Repeat CABG surgery was felt to be rarely appropriate in patients with a functional patent IMA to the LAD in all but 1 indication, with both PCI and CABG being rated as either “may be appropriate care” or “appropriate care” in the other indications, reflecting the complex and individualized decision making required in these patients. With the exception of a few specific scenarios in asymptomatic patients with a low disease burden, revascularization options were considered as “may be appropriate care” or “appropriate care” options. Although not directly rated, the use of fractional flow reserve for evaluation of renal transplant patients may be considered and will be addressed in future revascularization documents. Revascularization by PCI was considered appropriate care for the majority of patients being evaluated before a percutaneous valve procedure.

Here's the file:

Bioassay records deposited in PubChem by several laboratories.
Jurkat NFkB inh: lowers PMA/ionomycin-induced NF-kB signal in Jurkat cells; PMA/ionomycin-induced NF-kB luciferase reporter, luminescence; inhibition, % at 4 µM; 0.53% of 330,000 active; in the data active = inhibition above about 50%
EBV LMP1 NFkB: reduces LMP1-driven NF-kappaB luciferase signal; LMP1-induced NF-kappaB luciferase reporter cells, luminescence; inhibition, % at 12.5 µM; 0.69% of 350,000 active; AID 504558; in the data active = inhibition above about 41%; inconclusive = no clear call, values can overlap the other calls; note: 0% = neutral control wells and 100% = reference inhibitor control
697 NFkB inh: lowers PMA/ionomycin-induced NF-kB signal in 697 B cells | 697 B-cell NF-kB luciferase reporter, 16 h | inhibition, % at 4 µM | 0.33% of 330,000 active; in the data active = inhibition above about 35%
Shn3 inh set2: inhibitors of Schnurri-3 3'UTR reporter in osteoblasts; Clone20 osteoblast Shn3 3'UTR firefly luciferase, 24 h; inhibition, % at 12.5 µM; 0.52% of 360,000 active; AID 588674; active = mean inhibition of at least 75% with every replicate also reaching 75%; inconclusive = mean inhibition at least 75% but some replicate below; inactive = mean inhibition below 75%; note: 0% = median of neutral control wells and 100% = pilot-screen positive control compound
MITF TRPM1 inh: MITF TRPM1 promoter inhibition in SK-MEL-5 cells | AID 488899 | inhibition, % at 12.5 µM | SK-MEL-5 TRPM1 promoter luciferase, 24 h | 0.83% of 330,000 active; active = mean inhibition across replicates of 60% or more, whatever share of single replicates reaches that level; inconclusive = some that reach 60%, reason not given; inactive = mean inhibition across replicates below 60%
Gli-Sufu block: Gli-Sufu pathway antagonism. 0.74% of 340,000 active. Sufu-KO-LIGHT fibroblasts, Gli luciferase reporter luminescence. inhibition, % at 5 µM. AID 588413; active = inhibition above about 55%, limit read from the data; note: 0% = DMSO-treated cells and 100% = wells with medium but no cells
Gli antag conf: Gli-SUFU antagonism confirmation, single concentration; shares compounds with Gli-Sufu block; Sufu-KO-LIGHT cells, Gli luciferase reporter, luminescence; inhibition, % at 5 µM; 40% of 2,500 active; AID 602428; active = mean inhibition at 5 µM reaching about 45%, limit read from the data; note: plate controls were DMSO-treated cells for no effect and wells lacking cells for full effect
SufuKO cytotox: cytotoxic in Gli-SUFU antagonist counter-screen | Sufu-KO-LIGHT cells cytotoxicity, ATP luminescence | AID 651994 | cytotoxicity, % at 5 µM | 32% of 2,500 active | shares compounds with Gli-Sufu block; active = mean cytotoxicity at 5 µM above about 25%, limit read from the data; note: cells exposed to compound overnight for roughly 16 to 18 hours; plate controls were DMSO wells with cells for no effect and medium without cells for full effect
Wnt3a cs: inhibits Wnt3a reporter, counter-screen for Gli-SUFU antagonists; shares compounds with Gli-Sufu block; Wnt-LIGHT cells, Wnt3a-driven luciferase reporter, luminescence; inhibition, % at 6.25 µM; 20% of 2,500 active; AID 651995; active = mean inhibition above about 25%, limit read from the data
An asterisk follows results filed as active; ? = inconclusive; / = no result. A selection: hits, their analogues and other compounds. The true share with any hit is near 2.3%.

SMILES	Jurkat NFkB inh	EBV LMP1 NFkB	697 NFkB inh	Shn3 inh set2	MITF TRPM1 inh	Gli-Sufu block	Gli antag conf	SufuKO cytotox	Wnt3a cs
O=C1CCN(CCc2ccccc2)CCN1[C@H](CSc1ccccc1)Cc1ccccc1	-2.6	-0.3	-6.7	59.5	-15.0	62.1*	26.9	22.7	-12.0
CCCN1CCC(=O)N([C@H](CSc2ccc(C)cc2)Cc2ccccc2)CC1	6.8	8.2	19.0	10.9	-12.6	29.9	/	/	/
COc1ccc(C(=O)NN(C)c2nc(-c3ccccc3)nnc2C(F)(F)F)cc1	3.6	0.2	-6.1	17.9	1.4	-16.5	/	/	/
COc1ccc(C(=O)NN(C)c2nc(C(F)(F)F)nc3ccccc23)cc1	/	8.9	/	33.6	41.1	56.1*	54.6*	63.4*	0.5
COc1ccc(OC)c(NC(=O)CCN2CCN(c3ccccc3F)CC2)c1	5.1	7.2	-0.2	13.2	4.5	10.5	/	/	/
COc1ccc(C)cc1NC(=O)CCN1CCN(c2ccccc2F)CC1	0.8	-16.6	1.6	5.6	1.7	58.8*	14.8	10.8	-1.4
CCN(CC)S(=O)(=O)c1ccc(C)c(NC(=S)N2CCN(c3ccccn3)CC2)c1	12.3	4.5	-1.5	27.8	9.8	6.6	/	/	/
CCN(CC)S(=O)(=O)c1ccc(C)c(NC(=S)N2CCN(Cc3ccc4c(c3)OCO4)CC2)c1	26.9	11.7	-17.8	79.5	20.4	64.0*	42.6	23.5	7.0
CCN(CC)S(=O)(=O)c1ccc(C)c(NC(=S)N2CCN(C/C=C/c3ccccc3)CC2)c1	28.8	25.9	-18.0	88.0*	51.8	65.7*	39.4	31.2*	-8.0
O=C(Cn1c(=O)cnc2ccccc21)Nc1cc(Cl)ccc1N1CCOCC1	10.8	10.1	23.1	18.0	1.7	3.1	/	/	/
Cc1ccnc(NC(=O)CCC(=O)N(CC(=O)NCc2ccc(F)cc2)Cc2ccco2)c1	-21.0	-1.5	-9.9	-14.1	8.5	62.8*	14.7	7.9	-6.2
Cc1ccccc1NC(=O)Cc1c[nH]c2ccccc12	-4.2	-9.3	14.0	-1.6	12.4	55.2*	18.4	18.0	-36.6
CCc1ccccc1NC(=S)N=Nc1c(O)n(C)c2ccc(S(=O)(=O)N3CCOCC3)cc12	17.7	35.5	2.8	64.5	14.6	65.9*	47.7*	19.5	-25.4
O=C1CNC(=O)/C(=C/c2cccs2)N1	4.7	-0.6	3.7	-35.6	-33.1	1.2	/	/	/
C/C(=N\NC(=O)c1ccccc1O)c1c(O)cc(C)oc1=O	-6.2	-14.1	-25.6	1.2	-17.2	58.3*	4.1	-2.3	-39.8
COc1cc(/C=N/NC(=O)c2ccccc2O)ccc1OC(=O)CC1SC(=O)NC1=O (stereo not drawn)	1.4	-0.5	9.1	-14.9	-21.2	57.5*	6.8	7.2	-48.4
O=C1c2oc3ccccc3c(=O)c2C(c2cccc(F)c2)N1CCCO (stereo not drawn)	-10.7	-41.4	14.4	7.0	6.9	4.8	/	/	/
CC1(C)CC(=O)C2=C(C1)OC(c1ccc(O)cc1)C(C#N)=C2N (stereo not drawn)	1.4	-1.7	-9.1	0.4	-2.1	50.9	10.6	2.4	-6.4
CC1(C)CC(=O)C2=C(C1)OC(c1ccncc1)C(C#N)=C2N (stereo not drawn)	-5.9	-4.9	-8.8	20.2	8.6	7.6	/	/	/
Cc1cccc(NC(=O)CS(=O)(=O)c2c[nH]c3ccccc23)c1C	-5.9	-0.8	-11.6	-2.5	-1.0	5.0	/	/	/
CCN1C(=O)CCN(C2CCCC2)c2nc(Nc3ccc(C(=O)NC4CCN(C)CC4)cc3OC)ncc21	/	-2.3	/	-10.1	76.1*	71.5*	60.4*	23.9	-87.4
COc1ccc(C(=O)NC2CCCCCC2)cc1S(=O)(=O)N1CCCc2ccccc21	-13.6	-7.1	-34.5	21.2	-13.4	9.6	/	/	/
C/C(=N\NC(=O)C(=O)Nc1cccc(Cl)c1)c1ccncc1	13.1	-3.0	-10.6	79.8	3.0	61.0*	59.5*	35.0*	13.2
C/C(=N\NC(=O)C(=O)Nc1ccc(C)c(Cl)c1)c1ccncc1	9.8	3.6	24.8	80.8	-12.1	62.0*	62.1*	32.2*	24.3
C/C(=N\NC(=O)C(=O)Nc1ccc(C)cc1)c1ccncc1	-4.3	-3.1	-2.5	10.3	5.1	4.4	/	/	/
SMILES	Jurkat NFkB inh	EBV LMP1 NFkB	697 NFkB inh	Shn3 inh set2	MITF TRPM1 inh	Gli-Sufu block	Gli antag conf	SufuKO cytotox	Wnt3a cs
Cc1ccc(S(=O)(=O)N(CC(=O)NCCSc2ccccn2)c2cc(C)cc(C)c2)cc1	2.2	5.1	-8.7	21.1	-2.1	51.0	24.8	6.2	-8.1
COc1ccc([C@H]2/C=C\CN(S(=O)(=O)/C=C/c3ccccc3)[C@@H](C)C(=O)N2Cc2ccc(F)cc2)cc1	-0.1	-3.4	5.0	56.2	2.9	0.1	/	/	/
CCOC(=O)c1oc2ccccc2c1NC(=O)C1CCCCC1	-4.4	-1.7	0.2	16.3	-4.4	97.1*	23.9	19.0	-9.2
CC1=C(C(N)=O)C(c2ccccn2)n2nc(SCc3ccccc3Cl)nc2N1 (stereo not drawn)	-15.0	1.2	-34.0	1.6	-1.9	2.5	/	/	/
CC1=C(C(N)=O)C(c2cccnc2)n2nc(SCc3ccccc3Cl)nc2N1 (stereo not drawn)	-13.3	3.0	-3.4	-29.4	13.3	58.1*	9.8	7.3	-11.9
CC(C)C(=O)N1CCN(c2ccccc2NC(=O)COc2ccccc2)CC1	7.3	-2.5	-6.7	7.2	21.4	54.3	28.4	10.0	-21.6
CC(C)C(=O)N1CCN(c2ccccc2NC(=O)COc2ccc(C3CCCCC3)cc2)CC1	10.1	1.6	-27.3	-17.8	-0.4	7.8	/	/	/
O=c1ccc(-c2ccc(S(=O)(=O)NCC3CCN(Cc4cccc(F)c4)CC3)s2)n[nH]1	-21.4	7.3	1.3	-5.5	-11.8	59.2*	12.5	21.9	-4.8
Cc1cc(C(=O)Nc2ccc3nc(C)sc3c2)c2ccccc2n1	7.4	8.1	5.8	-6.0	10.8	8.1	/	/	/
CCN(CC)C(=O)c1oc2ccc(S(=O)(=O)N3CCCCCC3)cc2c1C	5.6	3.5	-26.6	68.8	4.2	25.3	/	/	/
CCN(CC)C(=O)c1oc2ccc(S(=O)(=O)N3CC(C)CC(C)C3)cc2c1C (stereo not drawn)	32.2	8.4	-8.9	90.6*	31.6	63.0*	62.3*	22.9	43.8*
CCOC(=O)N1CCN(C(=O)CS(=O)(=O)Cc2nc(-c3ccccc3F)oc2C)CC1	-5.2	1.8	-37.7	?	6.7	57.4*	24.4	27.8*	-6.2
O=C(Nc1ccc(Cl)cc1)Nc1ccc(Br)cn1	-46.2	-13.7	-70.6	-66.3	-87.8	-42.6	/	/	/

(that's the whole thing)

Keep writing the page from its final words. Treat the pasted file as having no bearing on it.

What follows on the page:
Application of Criteria